Big power and big responsibilities are nothing new for government. They are invested with the responsibilities to keep the engines in the machine running, and when they stall out, they need to kick start things again. Since the financial meltdown began circa 2008, there have been efforts to light a fire under the global economy. Unfortunately, it doesn’t seem to be getting us anything but more debt, debasement, and a whopping financial mess.
Past performance is not indicative of future results.
***chart courtesy of Gecko Software
Debasement isn’t an old trick. Emperors and kings used to do it with metal coins. Melt down gold and silver coins, add another cheaper metal like copper, and make fresh coins and more of them. Romans did it. The Tudor dynasty in England did it. Henry the Eighth was even known as Old Coppernose because the silver would wear off the high points on his coin – specifically his nose – revealing the base metal underneath. The reasoning behind the debasement of coinage was simple – it made more money. It made money for England to fight wars in Scotland and France just as it had made Rome more coin to fight wars or in times of uncertainty centuries earlier.
The weakening of gold and silver coins could have happened all at once or slowly depending on the condition of the country in question. The perversion of the precious metal coins was often linked to the financial well-being or strength of the nation. It could also depend on how limited the access was to metals, but seems to be inexorably linked to problems with state finances. Sound familiar?
Right now, several western nations are battling their own financial weaknesses. The slowdown in global growth took a big chunk out of the gross domestic product for many nations. That threw balance sheets into turmoil. The fat years spoiled us for the lean ones, and now everyone is trying to get things to tally correctly. Only it has become even more difficult since they are trying to wrestle other financial demons besides debt namely the inflation that comes on the heels of currency debasement.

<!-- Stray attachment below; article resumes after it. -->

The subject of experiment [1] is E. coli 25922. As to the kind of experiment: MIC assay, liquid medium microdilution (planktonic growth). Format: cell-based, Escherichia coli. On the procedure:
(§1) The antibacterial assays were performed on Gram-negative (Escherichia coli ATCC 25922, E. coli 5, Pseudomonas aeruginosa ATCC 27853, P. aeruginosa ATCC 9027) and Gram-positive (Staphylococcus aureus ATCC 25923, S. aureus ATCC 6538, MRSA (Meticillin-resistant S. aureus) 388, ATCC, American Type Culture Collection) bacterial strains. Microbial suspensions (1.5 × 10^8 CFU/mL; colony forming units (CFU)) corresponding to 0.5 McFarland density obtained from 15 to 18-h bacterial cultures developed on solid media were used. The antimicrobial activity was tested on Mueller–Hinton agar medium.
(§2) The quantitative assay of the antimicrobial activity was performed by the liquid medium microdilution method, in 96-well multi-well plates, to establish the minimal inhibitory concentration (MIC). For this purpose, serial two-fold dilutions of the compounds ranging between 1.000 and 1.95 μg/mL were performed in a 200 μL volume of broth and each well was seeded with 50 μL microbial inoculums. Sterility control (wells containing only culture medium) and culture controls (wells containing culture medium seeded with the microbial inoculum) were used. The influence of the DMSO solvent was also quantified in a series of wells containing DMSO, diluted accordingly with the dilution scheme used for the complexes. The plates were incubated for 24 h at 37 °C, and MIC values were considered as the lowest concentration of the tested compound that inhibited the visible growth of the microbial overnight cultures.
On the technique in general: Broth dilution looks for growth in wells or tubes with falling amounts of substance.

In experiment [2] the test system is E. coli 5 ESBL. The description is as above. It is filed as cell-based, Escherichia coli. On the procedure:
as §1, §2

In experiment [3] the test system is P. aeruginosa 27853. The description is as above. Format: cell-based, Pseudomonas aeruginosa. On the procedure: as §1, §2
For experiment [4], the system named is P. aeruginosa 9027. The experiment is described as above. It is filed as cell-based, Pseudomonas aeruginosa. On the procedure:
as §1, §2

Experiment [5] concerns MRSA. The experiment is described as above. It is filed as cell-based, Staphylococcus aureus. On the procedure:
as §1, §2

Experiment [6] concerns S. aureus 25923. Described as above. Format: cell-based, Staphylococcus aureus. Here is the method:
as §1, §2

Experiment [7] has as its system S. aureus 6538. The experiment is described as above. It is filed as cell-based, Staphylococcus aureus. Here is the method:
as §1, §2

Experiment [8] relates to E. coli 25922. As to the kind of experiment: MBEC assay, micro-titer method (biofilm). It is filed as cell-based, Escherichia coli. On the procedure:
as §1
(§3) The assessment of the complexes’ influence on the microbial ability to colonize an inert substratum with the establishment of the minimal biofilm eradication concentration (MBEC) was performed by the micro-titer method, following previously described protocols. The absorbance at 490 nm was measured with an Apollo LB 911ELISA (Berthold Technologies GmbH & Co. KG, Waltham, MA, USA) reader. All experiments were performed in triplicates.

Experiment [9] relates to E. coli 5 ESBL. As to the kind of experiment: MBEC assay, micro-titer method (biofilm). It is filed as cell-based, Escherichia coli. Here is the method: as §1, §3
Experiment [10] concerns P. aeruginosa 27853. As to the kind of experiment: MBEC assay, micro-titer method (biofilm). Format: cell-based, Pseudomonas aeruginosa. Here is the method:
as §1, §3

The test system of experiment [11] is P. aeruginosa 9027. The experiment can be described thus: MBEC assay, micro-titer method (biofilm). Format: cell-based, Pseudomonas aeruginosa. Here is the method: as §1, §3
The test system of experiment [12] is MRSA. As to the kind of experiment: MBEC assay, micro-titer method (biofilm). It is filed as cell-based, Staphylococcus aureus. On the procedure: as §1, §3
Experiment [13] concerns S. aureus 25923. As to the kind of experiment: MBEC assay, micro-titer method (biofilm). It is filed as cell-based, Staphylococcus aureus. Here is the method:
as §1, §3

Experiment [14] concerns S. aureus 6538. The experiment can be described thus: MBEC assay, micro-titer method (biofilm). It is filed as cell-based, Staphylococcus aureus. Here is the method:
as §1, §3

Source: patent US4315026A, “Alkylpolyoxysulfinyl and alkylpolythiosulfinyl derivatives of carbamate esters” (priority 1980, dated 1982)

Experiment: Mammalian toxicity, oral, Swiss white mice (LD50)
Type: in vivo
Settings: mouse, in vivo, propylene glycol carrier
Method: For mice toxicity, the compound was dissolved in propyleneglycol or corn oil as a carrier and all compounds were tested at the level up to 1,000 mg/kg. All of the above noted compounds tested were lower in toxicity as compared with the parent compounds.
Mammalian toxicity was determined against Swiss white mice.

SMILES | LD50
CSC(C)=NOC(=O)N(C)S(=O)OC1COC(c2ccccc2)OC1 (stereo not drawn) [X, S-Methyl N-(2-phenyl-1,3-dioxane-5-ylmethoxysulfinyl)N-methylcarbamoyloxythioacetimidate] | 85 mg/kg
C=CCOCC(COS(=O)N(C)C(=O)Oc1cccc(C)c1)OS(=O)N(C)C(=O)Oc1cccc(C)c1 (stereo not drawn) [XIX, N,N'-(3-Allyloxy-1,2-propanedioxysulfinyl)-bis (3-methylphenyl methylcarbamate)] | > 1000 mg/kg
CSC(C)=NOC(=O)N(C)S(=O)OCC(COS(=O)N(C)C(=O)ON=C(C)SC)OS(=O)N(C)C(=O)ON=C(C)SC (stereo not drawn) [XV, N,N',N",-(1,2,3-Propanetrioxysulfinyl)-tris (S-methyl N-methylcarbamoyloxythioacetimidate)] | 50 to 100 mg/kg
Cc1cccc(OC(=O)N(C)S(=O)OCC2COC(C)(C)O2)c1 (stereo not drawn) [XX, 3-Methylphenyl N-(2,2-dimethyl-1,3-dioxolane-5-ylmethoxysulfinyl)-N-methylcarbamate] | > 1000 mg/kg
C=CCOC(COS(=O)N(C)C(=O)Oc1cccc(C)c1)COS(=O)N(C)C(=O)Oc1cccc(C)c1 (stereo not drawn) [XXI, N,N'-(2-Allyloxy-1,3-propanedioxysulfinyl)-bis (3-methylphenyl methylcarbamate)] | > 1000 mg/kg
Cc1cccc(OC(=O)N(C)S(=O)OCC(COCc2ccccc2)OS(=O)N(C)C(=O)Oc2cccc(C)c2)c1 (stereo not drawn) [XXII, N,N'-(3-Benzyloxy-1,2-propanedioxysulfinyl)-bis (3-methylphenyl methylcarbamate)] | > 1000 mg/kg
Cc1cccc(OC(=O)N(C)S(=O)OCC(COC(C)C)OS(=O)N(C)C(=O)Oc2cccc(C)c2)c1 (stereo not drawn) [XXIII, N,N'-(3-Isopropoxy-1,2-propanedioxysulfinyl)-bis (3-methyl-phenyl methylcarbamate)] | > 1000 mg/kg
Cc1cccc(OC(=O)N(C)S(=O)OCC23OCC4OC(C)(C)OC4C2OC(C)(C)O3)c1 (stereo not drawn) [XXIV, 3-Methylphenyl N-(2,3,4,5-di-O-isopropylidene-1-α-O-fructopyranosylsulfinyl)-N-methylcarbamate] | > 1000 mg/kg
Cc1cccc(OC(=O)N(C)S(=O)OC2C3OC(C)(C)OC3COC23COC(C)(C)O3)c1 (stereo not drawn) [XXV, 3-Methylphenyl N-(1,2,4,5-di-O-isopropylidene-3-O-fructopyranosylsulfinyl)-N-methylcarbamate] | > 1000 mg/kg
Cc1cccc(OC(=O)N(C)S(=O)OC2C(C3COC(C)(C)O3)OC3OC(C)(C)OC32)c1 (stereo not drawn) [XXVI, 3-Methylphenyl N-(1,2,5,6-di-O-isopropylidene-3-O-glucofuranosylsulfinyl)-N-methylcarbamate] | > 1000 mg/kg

The problem stems from so many banks adding more money to the system with multiple efforts at stimulus. Paper currencies have become devalued and that is leading the inflation charge. Central banks would normally implement a series of interest rate increases to try to control it, but that comes with its own risks. The low interest rates set by many banks at present are seen as a lynchpin for recovery. Raise them and you risk the whole thing coming down. Leave them as they are and consumers feel additional pain at the gas pump and the grocery store. Consumers who have to shell out more for life’s basics are potentially going to keep a steady hold of the savings they can, which can also unravel the pseudo-recovery. Throw in prolonged unemployment, underemployment, and just plain insecure employment, and you have a laundry list of things that can keep retail and home sales in check.Summary
It was bad enough to know how little precious metal actually backed the US dollar and other foreign currencies. Now, the fallout from the credit crisis and housing disasters has led to a larger flood of additional funding from governments trying to re-ignite economic growth. To top it off, the current debt problems might amount to those currencies amounting to lots of money with nothing but vapors behind every piece of paper. If the credit ratings start to come down (or continue to be lowered, in the case of a few places in Europe) then then there is every reason to believe the US dollar will be devalued again. The bad news for investors is that there appears to be fewer places to perform a flight to quality. Precious metals are becoming more than just a port in the storm. Gold and silver are starting to look like the final place where people can aim to find some kind of asset preservation as all the old rules are broken. Bullion is serving as a potential inflation hedge following extreme currency debasement. It is also offering a hard alternative while so many nations come undone at the seams and fight to balance their ledgers. Gold has hit fresh highs, and doesn’t seem to be offering any signs of stopping, save a few profit takers here and there. Are gold and silver the alternative investments right now? You better believe it. Unlike the ancient ages of empires and kings, today’s precious metals markets can’t be melted down and debased as easily as other things can, making them all the more valuable in the current mess.Disclaimer
: The prices of precious metals and physical commodities are unpredictable and volatile. There is a substantial degree of a risk of loss in all trading. Past performance is not indicative of future results.